NEW YORK (Reuters Health) - Dust has long been the bane of meticulous housekeepers - and now there is another reason to banish it from the home. According to researchers, wheezing during the first year of life is more common in infants whose homes have high levels of bacterial endotoxin, an airway irritant that can be present in common house dust.
Endotoxin is virtually everywhere in the environment, including house dust, but studies have clearly shown that endotoxin causes asthma to get worse, says Dr. Donald Milton from Harvard School of Public Health in Boston, Massachusetts, and associates.
The authors measured endotoxin levels from dust in the homes of nearly 500 infants who were predisposed to asthma. The researchers compared the dust levels during the first three months of life with reports of wheezing before the infants' first birthdays.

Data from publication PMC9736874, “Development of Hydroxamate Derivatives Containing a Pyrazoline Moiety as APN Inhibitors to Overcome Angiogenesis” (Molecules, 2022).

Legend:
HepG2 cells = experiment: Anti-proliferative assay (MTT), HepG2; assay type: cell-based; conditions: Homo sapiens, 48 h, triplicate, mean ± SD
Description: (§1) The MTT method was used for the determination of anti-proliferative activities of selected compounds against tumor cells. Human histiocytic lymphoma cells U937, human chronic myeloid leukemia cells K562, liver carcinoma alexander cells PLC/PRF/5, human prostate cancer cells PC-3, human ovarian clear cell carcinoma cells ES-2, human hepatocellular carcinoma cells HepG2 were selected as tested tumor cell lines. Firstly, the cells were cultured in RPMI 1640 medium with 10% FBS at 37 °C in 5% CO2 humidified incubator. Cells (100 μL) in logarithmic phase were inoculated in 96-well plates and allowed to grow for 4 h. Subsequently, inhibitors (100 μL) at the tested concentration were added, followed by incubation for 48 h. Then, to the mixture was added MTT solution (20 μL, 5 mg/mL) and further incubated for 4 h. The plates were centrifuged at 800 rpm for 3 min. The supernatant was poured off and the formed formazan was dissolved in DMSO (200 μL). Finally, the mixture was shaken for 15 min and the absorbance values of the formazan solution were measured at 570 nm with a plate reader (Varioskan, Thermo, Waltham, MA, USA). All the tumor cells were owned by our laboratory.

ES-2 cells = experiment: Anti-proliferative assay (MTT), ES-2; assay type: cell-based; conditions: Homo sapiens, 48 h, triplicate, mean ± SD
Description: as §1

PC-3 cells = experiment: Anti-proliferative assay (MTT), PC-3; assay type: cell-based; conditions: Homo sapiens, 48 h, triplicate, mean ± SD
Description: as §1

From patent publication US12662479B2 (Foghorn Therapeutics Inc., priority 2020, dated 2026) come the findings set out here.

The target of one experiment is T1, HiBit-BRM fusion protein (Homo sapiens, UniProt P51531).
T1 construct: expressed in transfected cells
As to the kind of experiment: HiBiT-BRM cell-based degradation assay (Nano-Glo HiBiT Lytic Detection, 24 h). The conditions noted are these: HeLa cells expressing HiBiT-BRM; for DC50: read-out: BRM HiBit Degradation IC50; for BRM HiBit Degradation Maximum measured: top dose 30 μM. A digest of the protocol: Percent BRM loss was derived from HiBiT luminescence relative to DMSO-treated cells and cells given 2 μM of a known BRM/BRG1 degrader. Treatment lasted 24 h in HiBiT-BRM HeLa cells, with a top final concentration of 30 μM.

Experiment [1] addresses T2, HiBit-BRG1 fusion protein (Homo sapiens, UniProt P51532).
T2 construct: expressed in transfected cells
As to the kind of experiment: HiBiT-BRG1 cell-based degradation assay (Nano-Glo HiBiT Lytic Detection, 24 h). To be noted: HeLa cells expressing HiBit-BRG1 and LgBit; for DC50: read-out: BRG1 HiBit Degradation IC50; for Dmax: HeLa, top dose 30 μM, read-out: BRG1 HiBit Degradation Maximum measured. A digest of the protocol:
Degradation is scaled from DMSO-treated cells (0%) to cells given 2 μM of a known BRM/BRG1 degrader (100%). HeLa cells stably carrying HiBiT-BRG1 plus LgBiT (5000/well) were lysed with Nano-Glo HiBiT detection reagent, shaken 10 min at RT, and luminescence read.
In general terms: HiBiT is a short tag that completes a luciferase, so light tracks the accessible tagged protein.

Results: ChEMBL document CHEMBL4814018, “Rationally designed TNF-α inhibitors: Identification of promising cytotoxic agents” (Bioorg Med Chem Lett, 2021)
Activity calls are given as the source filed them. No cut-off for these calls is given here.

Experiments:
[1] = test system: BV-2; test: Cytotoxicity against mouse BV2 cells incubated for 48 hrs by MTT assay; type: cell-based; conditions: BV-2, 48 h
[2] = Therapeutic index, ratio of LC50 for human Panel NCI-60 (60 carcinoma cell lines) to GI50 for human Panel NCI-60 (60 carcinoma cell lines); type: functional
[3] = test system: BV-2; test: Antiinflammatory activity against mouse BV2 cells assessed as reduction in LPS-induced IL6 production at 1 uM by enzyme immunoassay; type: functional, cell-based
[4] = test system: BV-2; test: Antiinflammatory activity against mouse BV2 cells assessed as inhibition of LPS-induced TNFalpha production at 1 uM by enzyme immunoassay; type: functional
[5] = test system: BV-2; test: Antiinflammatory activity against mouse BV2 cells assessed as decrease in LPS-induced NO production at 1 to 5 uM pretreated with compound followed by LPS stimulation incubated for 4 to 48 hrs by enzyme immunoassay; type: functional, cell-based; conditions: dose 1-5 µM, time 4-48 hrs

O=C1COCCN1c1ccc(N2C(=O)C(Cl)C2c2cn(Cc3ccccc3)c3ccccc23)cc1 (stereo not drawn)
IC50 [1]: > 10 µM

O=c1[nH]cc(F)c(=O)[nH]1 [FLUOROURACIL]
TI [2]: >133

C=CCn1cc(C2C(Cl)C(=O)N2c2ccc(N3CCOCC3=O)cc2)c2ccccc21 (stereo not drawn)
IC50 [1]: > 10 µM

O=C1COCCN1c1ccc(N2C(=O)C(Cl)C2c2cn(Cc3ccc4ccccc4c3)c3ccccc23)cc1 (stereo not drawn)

The findings are published in the February (2001) issue of the American Journal of Respiratory and Critical Care Medicine.
Endotoxin levels were highest in the homes of families with a dog, and in homes with higher levels of cockroach protein in the dust, the report indicates.
High levels of endotoxin in the living room brought a 33% increase in the risk of wheezing during the first year of life even after adjusting for other known risk factors such as smoking and the presence of a dog, the authors report.
There was also a weak link between the level of endotoxin and the risk of repeated wheezing episodes during the first year of life, the researchers note.
"Endotoxin is associated with increased risk of wheeze, and may promote persistent wheezing during the first year of life among children with a family history of allergy or asthma," the authors write. "The risks were independent of the effect of lower respiratory infection--one of the strongest risk factors for wheeze in infancy."
"It remains to be determined," they conclude, "whether these infants are genetically more susceptible to endotoxin exposure or are at greater or lesser risk of developing asthma."
February 20, 2001 Issue of the NEW YORK (Reuters Health)
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